A California couple on their honeymoon in Hawaii contracted a brain- and spine-infecting parasite.

Ben Manilla, 64, and Eliza Laupe, 57, got married in January, Hawaii News Now reported Tuesday. The newlyweds spent two weeks in Hana, but by the time they were set to return to San Francisco, Laupe was already feeling the effects from rat lungworm disease.

“My symptoms started growing to feeling like somebody was taking a hot knife and just stabbing me in different parts of my body,” she told Hawaii News Now.

Manila, a teacher at the University of California at Berkeley, spent a month is still in the hospital undergoing rehabilitation.

“I’ve had several operations, two pneumonias, a blood clot. Right now, I’m dealing with a kidney issue, all of which was spurred by the ratlung,” he said.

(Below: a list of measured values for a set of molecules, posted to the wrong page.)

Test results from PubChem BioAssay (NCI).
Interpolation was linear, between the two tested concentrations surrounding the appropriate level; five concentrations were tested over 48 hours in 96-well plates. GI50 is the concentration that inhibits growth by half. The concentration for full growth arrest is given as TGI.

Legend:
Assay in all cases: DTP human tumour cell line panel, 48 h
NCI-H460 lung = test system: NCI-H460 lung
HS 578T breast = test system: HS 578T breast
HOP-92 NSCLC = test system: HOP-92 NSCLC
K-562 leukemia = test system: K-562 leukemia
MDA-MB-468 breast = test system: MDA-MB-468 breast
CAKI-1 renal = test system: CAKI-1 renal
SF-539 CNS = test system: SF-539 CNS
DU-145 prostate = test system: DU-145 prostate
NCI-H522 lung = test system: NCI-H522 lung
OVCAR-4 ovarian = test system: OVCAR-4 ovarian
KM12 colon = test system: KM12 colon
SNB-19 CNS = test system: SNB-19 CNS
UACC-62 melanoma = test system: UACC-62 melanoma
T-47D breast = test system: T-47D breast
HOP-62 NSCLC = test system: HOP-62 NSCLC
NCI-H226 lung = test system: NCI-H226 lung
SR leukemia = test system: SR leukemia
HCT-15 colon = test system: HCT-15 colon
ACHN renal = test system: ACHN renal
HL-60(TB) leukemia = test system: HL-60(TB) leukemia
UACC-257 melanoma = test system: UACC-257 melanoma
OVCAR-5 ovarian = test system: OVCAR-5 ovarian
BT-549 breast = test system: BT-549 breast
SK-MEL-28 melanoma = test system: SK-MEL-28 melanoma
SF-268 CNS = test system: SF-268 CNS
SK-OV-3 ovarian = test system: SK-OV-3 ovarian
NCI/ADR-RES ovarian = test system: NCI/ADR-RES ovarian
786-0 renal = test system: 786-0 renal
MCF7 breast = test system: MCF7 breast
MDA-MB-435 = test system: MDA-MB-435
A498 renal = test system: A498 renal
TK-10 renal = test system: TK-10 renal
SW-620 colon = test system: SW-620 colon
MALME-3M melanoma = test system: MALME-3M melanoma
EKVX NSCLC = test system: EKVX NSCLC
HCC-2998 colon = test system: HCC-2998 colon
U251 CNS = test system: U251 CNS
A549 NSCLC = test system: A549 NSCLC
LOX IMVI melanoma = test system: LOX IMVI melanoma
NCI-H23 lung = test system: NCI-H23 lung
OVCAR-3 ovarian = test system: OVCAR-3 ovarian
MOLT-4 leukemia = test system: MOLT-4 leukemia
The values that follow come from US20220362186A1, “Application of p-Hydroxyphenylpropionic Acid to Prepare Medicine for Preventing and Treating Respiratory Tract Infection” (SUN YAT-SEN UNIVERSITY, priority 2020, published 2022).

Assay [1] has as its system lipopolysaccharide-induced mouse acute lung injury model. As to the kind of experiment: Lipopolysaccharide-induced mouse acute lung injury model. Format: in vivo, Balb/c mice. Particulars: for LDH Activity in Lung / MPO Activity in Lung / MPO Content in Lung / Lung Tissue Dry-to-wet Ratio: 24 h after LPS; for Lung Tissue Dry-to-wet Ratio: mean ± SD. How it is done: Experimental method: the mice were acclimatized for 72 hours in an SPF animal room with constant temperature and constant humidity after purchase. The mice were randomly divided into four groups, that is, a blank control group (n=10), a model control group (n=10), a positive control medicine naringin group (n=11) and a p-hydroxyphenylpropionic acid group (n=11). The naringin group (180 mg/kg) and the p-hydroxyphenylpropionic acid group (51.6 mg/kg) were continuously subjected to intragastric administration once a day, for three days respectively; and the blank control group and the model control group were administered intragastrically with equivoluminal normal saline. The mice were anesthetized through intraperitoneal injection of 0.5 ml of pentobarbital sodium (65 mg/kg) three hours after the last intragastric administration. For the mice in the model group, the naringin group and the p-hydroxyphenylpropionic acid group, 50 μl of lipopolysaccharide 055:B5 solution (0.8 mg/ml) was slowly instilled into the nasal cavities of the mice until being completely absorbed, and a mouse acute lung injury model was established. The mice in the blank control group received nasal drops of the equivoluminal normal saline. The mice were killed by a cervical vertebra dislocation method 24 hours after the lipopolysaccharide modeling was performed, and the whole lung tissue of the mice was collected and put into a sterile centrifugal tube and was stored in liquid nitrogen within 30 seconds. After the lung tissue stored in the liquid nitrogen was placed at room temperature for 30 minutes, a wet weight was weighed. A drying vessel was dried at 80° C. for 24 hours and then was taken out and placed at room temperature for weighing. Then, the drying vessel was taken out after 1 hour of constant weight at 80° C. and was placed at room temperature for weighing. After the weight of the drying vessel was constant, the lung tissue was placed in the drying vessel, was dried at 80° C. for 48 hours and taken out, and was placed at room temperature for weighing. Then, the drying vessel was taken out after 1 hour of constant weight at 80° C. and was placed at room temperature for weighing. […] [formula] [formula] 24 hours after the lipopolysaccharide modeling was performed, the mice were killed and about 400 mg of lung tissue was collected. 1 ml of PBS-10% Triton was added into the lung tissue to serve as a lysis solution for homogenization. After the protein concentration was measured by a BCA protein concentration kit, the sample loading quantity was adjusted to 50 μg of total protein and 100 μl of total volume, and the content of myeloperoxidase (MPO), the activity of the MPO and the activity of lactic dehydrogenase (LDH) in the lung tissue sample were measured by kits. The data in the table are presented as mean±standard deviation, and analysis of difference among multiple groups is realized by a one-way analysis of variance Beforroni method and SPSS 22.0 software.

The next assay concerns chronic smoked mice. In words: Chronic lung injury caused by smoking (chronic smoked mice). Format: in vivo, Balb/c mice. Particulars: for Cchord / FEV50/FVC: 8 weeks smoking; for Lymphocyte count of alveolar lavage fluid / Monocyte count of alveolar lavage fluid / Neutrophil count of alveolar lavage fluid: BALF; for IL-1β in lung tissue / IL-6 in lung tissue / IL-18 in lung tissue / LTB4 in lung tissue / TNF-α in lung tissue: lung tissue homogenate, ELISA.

The couple said they were unsure how they contracted the disease. They hope to warn others to take the proper precautions to avoid a similar harrowing ordeal. Since 2017, there have been six confirmed cases of tat lungworm disease with ties to Maui, according to the Hawaii Department of Health.

The disease affects the brain and spinal cord and is spread by a parasite that infects tats, which can pass larvae of the worm in their feces. Humans can acquire the dreaded disease by eating contaminated animals, including freshwater shrimp and land crabs.

Health officials in Hawaii are investigating at least four other possible cases.

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